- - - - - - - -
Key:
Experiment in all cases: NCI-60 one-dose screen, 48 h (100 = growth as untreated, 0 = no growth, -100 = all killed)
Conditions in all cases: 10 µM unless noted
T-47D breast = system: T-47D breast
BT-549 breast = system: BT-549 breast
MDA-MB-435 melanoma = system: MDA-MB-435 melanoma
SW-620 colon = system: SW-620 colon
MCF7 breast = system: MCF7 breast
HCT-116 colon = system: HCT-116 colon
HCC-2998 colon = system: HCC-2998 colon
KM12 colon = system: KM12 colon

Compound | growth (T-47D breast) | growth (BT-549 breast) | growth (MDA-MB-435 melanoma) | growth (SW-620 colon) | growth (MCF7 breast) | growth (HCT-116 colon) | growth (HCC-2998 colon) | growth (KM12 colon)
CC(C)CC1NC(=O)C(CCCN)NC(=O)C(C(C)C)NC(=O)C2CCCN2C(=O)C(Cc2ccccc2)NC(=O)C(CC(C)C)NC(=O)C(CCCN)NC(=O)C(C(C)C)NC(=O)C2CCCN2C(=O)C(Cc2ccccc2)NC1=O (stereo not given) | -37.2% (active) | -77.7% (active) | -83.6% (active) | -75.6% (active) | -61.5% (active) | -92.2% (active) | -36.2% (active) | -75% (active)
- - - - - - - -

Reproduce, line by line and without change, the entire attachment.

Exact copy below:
Key:
Experiment in all cases: NCI-60 one-dose screen, 48 h (100 = growth as untreated, 0 = no growth, -100 = all killed)
Conditions in all cases: 10 µM unless noted
T-47D breast = system: T-47D breast
BT-549 breast = system: BT-549 breast
MDA-MB-435 melanoma = system: MDA-MB-435 melanoma
SW-620 colon = system: SW-620 colon
MCF7 breast = system: MCF7 breast
HCT-116 colon = system: HCT-116 colon
HCC-2998 colon = system: HCC-2998 colon
KM12 colon = system: KM12 colon

Compound | growth (T-47D breast) | growth (BT-549 breast) | growth (MDA-MB-435 melanoma) | growth (SW-620 colon) | growth (MCF7 breast) | growth (HCT-116 colon) | growth (HCC-2998 colon) | growth (KM12 colon)
CC(C)CC1NC(=O)C(CCCN)NC(=O)C(C(C)C)NC(=O)C2CCCN2C(=O)C(Cc2ccccc2)NC(=O)C(CC(C)C)NC(=O)C(CCCN)NC(=O)C(C(C)C)NC(=O)C2CCCN2C(=O)C(Cc2ccccc2)NC1=O (stereo not given) | -37.2% (active) | -77.7% (active) | -83.6% (active) | -75.6% (active) | -61.5% (active) | -92.2% (active) | -36.2% (active) | -75% (active)